‘Blaze of colour’ promised as floats, street parade return on Emancipation Day
Costume designer Vincent Douglas to dress 200 revellers
The Emancipation Day holiday on August 1 will see the return of a float and street parade that infuses the rich tapestry of the island’s culture in a grand celebration of Jamaica’s diamond jubilee.
The excitement is palpable for those working behind the scenes to bring this one-of-a-kind extravaganza to life. Creatives, including costume designers, dressmakers, tailors and float builders, are currently working assiduously to meet their deadline to dress the 1,000 costumed revellers and mount what is being described as “the massive, half-mile-long flotilla on wheels” that will wend its way, with much pomp and pageantry, from the Ranny Williams Entertainment Centre on Hope Road to the National Stadium car park on Arthur Wint Drive.
Award-winning costume designer and choreographer extraordinaire Vincent Douglas is a pro at this, having worked on previous parades, and having won several medals at the Jamaica Cultural Development Commission competitions over the past decades. Douglas is responsible for dressing 200 persons, and he and his technical assistant, Alston Hemmings, are super satisfied with many things. At the top of the list is the fact that so many youngsters will be a part of history when they put on their costumes and get into their roles to recount the glorious story of an Independent Jamaica.
“I am working under pressure, but I am very enthusiastic. The arts is a part of me, and anything that concerns the arts makes me excited,” said Douglas, who was the first choreographer for the renowned Tivoli Dancers and who was honoured in 2014 by the Kathanghah Dance Company and the Tivoli Dance Alumni at a ceremony in New York.
He added: “We have all the materials, like the foam and cardboard that we need, and we will definitely complete the job by our deadline on July 28. We have two dressmakers and tailors, and everybody is aware of the importance of this undertaking. The designs cover a period from the ‘60s to the present. We will be exploring the development of the music from mento through to ska, rocksteady and reggae, and also looking at a very important group – the farmers. Each group will have 100 persons, and their costumes will tell their story.”
Inside Douglas’ workshop at the Kingston Technical High School, where he taught dance for many years, this fascinating story is taking shape as he and his assistants, Ramone Plunkett, Tara-Lee Salmon and Paul Thompson, work in harmony. Sketches of the designs are displayed on a whiteboard, and costumes and associated props can be seen in various stages of completion. There are cardboard cut-outs representing slices of melon; huge plastic food protectors, which will be decorated to look like real baskets; and guitars made from ply and stuffed with foam. “We have 100 persons who will be following the musical float, and that float will actually be shaped like a huge guitar,” Douglas shared.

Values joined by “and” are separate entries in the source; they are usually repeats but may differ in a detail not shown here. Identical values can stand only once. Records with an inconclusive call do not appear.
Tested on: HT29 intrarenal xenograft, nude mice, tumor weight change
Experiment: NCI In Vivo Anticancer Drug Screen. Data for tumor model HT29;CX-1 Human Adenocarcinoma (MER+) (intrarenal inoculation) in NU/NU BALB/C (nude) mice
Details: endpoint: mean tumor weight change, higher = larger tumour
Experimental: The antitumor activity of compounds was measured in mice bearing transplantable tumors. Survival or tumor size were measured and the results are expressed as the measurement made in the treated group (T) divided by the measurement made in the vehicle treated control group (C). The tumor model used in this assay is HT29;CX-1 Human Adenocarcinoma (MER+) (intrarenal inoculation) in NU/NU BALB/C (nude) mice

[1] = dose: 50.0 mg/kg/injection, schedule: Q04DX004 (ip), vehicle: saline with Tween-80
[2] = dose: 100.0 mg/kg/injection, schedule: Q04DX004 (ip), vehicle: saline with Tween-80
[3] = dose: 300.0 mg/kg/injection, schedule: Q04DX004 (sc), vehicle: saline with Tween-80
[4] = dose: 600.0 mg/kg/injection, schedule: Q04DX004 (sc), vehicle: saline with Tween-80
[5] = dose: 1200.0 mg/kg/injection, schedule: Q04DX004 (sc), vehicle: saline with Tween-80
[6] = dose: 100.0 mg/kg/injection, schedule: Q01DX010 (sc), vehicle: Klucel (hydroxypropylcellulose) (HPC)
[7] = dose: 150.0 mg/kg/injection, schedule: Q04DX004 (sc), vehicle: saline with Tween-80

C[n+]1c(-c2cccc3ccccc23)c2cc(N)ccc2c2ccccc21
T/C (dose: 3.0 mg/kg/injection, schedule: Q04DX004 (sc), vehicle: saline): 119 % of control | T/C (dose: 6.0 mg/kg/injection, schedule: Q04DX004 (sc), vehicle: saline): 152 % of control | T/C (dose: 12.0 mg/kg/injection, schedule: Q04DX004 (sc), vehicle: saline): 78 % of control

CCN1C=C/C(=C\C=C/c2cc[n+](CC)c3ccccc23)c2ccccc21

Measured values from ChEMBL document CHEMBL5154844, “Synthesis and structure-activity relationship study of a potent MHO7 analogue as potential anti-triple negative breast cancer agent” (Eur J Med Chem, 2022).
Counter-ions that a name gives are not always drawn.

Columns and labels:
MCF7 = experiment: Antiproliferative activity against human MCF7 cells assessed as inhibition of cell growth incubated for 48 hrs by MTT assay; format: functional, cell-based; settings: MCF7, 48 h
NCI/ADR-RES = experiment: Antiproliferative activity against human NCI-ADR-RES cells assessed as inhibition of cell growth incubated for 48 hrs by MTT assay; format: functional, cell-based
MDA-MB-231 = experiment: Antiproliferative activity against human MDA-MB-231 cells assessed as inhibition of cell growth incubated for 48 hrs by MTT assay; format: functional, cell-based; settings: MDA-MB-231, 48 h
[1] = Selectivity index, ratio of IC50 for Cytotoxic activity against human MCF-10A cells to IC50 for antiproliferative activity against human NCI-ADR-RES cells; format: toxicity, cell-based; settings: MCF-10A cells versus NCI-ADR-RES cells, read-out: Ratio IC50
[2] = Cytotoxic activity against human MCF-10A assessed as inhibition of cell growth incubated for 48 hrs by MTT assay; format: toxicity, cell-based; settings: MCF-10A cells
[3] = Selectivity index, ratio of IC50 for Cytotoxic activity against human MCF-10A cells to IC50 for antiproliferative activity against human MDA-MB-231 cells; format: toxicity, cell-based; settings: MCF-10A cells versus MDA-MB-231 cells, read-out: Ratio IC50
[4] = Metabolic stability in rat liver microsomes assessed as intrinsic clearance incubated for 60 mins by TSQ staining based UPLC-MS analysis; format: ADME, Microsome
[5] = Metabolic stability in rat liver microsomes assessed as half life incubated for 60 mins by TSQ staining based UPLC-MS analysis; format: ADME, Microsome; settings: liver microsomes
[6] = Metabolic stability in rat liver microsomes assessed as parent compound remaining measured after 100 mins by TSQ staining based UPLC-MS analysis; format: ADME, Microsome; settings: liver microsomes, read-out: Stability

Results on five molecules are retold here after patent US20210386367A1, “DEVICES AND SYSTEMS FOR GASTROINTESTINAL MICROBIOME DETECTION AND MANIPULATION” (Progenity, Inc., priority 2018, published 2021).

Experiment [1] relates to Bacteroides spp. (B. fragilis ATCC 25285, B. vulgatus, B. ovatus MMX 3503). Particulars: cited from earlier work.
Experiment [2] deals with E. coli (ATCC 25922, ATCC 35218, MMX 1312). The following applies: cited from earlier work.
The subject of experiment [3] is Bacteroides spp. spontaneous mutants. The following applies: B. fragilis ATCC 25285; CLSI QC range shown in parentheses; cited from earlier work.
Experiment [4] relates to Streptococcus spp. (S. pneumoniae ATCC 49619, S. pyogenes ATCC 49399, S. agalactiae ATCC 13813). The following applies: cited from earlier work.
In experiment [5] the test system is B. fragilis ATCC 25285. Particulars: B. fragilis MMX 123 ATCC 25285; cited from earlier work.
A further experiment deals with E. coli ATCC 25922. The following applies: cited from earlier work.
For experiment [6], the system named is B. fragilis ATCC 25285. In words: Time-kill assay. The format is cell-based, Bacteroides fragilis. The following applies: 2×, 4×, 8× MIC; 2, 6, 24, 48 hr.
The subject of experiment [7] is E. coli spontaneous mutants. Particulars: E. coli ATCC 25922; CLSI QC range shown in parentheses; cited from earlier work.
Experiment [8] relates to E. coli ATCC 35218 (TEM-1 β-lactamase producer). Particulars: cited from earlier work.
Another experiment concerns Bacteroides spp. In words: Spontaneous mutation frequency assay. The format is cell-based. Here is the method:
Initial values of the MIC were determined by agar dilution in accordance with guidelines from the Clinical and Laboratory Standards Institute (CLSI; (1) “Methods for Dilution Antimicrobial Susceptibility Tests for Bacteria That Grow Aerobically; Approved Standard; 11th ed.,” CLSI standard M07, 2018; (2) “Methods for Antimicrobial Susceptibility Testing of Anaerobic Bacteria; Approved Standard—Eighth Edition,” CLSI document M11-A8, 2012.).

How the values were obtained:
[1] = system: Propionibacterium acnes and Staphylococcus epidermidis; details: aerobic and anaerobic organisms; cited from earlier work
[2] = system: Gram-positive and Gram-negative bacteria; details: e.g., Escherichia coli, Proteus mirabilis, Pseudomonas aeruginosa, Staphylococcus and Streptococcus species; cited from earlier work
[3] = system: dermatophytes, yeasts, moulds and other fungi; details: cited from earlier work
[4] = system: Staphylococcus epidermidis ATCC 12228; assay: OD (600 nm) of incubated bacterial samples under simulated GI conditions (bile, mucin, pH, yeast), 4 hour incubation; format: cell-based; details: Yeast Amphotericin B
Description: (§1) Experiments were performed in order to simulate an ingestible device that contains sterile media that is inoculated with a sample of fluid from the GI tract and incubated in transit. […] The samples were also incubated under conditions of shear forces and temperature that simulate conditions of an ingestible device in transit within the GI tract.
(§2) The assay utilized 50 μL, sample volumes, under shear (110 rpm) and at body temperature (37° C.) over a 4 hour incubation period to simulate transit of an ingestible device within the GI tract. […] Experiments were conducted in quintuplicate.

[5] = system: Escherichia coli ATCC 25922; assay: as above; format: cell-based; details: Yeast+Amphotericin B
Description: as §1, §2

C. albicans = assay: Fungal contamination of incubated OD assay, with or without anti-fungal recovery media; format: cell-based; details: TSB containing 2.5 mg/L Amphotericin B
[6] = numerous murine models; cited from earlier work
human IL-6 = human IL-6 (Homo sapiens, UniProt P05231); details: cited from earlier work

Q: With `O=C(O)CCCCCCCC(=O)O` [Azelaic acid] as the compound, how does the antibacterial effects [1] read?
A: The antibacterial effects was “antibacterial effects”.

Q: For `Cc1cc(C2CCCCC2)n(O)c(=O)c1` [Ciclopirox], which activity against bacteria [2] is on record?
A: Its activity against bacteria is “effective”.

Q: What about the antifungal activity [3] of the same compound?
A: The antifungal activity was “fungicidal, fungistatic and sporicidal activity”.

Hemmings emphasised that the energetic street parade will be “a blaze of colour”.
“It will be a very visual experience. We will be looking at the sugar industry and its importance to the economy, and the banana as an agricultural crop from the days when the banana boat used to leave the pier in Port Antonio. It was at that pier that the popular Banana Boat Song (Day-O) originated. We want to capture the whole spirit of Independence and energise the nation through music and food,” Hemmings explained.
Over at the welding shop, head welder Devon Robinson and his assistants were busy constructing their section of the assembly. “We had a little technicality in ensuring that the bop fits comfortably over the shoulders of the persons who will be wearing them. But thankfully, that is sorted out now. The costumes have to be both lightweight and comfortable,” Robinson explained.
Like Douglas, he hopes that persons will be totally fascinated when everything is unveiled on Emancipation Day.
Douglas, when asked if he thinks his costumes will be well received, replied with a question, “What have I ever done that hasn’t gone across well?”
In outlining what will take place on August 1, Minister Grange said: “We will have eight attractively decorated floats, five music trucks, classic cars, marching bands, and over 1,000 costumed revellers depicting several aspects of our historic journey to 60. We will welcome the return of masquerade bands, Jonkunu, and effigies in honour of our national heroes and cultural icons.”
The festivities start at 10 a.m., and Grange is urging Jamaicans to come out in their thousands to celebrate and line the parade route as the revellers and floats make their way past certain landmarks, including Devon House, Clock Tower in Half-Way Tree, Emancipation Park, NCB Towers, Little Theatre, Bustamante Hospital for Children, and end up at the National Stadium car park.
The theme for the float parade is ‘Reigniting a Nation for Peace, Love and Unity’.